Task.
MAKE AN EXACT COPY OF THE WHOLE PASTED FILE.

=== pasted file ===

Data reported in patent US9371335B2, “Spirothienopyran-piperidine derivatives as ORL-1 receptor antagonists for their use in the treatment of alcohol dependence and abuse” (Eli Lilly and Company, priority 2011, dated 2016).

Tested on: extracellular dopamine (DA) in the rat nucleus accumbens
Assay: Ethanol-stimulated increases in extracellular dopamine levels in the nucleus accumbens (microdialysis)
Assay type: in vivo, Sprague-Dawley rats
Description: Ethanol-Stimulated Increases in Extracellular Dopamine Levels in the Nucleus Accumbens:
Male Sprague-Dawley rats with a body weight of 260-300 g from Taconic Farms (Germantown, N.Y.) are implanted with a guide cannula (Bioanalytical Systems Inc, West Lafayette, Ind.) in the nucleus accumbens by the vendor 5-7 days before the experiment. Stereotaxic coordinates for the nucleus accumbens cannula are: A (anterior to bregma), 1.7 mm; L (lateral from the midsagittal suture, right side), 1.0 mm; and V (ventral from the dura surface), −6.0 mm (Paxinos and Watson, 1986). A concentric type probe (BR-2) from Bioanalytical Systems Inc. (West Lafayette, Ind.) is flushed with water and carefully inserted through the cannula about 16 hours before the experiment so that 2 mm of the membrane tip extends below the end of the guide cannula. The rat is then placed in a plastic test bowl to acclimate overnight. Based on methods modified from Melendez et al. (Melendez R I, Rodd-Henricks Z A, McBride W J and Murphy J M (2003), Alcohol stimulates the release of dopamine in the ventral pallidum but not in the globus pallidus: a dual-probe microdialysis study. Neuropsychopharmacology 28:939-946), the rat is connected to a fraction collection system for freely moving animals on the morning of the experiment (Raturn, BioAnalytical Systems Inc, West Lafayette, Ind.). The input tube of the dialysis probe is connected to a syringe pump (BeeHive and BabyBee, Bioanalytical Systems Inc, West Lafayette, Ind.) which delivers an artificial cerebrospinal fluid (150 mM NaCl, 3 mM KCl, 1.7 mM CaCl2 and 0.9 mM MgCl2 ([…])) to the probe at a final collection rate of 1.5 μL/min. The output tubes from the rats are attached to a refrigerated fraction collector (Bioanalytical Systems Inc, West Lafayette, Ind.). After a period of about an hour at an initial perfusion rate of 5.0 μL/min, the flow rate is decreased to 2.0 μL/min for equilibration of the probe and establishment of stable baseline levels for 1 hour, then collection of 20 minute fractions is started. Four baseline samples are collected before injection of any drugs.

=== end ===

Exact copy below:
Data reported in patent US9371335B2, “Spirothienopyran-piperidine derivatives as ORL-1 receptor antagonists for their use in the treatment of alcohol dependence and abuse” (Eli Lilly and Company, priority 2011, dated 2016).

Tested on: extracellular dopamine (DA) in the rat nucleus accumbens
Assay: Ethanol-stimulated increases in extracellular dopamine levels in the nucleus accumbens (microdialysis)
Assay type: in vivo, Sprague-Dawley rats
Description: Ethanol-Stimulated Increases in Extracellular Dopamine Levels in the Nucleus Accumbens:
Male Sprague-Dawley rats with a body weight of 260-300 g from Taconic Farms (Germantown, N.Y.) are implanted with a guide cannula (Bioanalytical Systems Inc, West Lafayette, Ind.) in the nucleus accumbens by the vendor 5-7 days before the experiment. Stereotaxic coordinates for the nucleus accumbens cannula are: A (anterior to bregma), 1.7 mm; L (lateral from the midsagittal suture, right side), 1.0 mm; and V (ventral from the dura surface), −6.0 mm (Paxinos and Watson, 1986). A concentric type probe (BR-2) from Bioanalytical Systems Inc. (West Lafayette, Ind.) is flushed with water and carefully inserted through the cannula about 16 hours before the experiment so that 2 mm of the membrane tip extends below the end of the guide cannula. The rat is then placed in a plastic test bowl to acclimate overnight. Based on methods modified from Melendez et al. (Melendez R I, Rodd-Henricks Z A, McBride W J and Murphy J M (2003), Alcohol stimulates the release of dopamine in the ventral pallidum but not in the globus pallidus: a dual-probe microdialysis study. Neuropsychopharmacology 28:939-946), the rat is connected to a fraction collection system for freely moving animals on the morning of the experiment (Raturn, BioAnalytical Systems Inc, West Lafayette, Ind.). The input tube of the dialysis probe is connected to a syringe pump (BeeHive and BabyBee, Bioanalytical Systems Inc, West Lafayette, Ind.) which delivers an artificial cerebrospinal fluid (150 mM NaCl, 3 mM KCl, 1.7 mM CaCl2 and 0.9 mM MgCl2 ([…])) to the probe at a final collection rate of 1.5 μL/min. The output tubes from the rats are attached to a refrigerated fraction collector (Bioanalytical Systems Inc, West Lafayette, Ind.). After a period of about an hour at an initial perfusion rate of 5.0 μL/min, the flow rate is decreased to 2.0 μL/min for equilibration of the probe and establishment of stable baseline levels for 1 hour, then collection of 20 minute fractions is started. Four baseline samples are collected before injection of any drugs.